Technical boilerplating

Truth be told, tech is probably ~90% copy-paste code. Let's be real for a second and address that truth.
In software architecture, there is the idea (or strategy, even) of "the last responsible moment"—
The last responsible moment (LRM) is the strategy of delaying a decision until the moment when the cost of not making the decision is greater than the cost of making it. Design decisions made for software architecture can be among the most important for a software system and they can be among the most difficult to change later.
With traditional software architectures, decisions were made very early in the project. In order to design an evolutionary architecture, it is beneficial to delay a decision until the LRM. This lessens the possibility that a premature decision will be made. Decisions that are made too early are very risky because they may end up being incorrect and then they will result in costly rework.
— Software Architect's Handbook (Ingeno, 2018)
When we talk about software boilerplate, and certainly in the space of doing serverless Node projects, there does indeed exist quite an urgent need to write and set up some degree of boilerplate.
In order to cover concerns like testing, linting, deployment and so on we should make some early (safe) calls. And because we already have some self-constructed constraints, we have a relatively good idea of what type of packages to bring in!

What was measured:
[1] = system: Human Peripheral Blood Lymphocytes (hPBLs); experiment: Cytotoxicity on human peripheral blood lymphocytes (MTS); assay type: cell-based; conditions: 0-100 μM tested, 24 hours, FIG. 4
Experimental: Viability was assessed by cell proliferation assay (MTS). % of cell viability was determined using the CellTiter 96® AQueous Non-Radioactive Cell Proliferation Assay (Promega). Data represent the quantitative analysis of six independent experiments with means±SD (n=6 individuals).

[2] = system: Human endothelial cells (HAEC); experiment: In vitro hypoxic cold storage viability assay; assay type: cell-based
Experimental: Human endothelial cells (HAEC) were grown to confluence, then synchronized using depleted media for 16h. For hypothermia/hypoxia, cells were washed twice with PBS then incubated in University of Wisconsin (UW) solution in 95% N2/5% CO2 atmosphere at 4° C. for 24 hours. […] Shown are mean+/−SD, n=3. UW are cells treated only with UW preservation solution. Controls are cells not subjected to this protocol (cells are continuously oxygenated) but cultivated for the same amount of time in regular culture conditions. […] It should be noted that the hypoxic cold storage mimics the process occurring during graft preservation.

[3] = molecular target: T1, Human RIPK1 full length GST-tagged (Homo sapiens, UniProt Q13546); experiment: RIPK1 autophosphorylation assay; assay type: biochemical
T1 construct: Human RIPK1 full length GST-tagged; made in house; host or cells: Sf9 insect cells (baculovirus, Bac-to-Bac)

Thus, we will make some high-level definitions already regarding boilerplate:
This should satisfy the majority of our generic concerns in the project. Moreover, each individual service will use pretty much the same set of dependencies and scripts.
None of these deal with highly particular or minute details. If such details start popping up, our architecture should be flexible and pluggable enough to make it possible for us to adapt later.
If you've been around the block for some time you may have questions about some choices, but you will probably be very familiar with many of the above choices. Architects or technical leaders should always consider familiarity a major plus if a tool supports the functional and non-functional needs it needs to address.
However, fight the urge to always use the same things—good developers need to try on new tools as often as they can to stay sharp and ahead of the curve.
Most importantly: Right now no one is going to die or complain that we made the above decisions.
Having a clear foundation is something I've seen pay dividends for teams small and large, few and many. As long as we are making humble and unrushed decisions we can make some of these moves on Day 1 without creating too much risk.